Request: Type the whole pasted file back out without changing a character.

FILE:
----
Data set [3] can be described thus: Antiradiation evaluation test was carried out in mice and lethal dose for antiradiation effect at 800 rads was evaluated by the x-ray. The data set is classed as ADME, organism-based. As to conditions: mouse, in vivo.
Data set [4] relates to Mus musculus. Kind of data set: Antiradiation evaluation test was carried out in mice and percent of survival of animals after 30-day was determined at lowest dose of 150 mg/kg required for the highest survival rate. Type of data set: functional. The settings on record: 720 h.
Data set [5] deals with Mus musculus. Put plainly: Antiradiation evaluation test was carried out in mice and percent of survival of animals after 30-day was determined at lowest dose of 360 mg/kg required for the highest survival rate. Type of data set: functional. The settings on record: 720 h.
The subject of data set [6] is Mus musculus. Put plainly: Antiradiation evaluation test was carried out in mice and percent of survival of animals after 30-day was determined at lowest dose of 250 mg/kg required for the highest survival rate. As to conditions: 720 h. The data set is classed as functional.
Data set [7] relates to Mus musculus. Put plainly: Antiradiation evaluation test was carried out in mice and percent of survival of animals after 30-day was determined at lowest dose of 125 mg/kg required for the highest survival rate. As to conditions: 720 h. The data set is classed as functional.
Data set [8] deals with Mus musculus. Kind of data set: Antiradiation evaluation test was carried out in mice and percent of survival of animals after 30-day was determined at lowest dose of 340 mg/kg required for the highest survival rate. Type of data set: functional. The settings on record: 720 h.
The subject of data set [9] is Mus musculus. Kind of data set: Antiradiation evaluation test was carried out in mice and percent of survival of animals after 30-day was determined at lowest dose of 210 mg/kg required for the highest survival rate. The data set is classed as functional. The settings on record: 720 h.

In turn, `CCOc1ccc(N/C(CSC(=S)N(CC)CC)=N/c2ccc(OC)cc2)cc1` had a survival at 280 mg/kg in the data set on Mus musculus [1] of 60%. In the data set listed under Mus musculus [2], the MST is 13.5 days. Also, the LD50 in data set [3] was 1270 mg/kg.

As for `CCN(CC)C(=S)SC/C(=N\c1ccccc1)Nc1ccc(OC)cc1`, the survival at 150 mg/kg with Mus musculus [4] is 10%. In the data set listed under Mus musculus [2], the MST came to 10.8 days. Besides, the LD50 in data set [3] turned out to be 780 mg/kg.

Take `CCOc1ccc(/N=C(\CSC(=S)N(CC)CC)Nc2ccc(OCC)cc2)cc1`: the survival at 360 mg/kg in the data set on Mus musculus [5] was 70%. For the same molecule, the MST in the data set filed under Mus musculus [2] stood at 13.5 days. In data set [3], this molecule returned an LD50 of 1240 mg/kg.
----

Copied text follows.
Data set [3] can be described thus: Antiradiation evaluation test was carried out in mice and lethal dose for antiradiation effect at 800 rads was evaluated by the x-ray. The data set is classed as ADME, organism-based. As to conditions: mouse, in vivo.
Data set [4] relates to Mus musculus. Kind of data set: Antiradiation evaluation test was carried out in mice and percent of survival of animals after 30-day was determined at lowest dose of 150 mg/kg required for the highest survival rate. Type of data set: functional. The settings on record: 720 h.
Data set [5] deals with Mus musculus. Put plainly: Antiradiation evaluation test was carried out in mice and percent of survival of animals after 30-day was determined at lowest dose of 360 mg/kg required for the highest survival rate. Type of data set: functional. The settings on record: 720 h.
The subject of data set [6] is Mus musculus. Put plainly: Antiradiation evaluation test was carried out in mice and percent of survival of animals after 30-day was determined at lowest dose of 250 mg/kg required for the highest survival rate. As to conditions: 720 h. The data set is classed as functional.
Data set [7] relates to Mus musculus. Put plainly: Antiradiation evaluation test was carried out in mice and percent of survival of animals after 30-day was determined at lowest dose of 125 mg/kg required for the highest survival rate. As to conditions: 720 h. The data set is classed as functional.
Data set [8] deals with Mus musculus. Kind of data set: Antiradiation evaluation test was carried out in mice and percent of survival of animals after 30-day was determined at lowest dose of 340 mg/kg required for the highest survival rate. Type of data set: functional. The settings on record: 720 h.
The subject of data set [9] is Mus musculus. Kind of data set: Antiradiation evaluation test was carried out in mice and percent of survival of animals after 30-day was determined at lowest dose of 210 mg/kg required for the highest survival rate. The data set is classed as functional. The settings on record: 720 h.

In turn, `CCOc1ccc(N/C(CSC(=S)N(CC)CC)=N/c2ccc(OC)cc2)cc1` had a survival at 280 mg/kg in the data set on Mus musculus [1] of 60%. In the data set listed under Mus musculus [2], the MST is 13.5 days. Also, the LD50 in data set [3] was 1270 mg/kg.

As for `CCN(CC)C(=S)SC/C(=N\c1ccccc1)Nc1ccc(OC)cc1`, the survival at 150 mg/kg with Mus musculus [4] is 10%. In the data set listed under Mus musculus [2], the MST came to 10.8 days. Besides, the LD50 in data set [3] turned out to be 780 mg/kg.

Take `CCOc1ccc(/N=C(\CSC(=S)N(CC)CC)Nc2ccc(OCC)cc2)cc1`: the survival at 360 mg/kg in the data set on Mus musculus [5] was 70%. For the same molecule, the MST in the data set filed under Mus musculus [2] stood at 13.5 days. In data set [3], this molecule returned an LD50 of 1240 mg/kg.